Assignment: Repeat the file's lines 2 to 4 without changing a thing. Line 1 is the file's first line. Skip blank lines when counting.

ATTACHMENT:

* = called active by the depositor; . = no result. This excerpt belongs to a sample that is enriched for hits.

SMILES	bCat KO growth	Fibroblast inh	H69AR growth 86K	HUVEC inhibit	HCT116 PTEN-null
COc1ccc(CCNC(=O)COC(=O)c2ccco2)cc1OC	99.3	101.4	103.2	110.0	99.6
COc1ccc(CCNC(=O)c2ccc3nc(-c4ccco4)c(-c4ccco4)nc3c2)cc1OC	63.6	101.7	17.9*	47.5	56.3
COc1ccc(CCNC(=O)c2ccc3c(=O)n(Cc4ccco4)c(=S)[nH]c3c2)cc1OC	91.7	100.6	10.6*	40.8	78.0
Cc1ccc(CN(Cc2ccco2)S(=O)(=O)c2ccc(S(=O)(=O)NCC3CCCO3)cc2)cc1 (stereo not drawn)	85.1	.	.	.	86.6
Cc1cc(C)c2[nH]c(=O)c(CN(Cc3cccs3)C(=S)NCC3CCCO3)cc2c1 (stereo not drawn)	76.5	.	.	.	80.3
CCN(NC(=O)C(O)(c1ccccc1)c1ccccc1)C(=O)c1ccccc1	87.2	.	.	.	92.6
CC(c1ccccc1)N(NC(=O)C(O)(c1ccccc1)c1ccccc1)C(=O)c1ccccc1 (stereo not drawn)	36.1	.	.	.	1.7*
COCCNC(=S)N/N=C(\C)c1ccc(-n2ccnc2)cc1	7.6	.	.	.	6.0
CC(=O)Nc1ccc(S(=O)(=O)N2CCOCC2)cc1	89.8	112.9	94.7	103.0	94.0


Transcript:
SMILES	bCat KO growth	Fibroblast inh	H69AR growth 86K	HUVEC inhibit	HCT116 PTEN-null
COc1ccc(CCNC(=O)COC(=O)c2ccco2)cc1OC	99.3	101.4	103.2	110.0	99.6
COc1ccc(CCNC(=O)c2ccc3nc(-c4ccco4)c(-c4ccco4)nc3c2)cc1OC	63.6	101.7	17.9*	47.5	56.3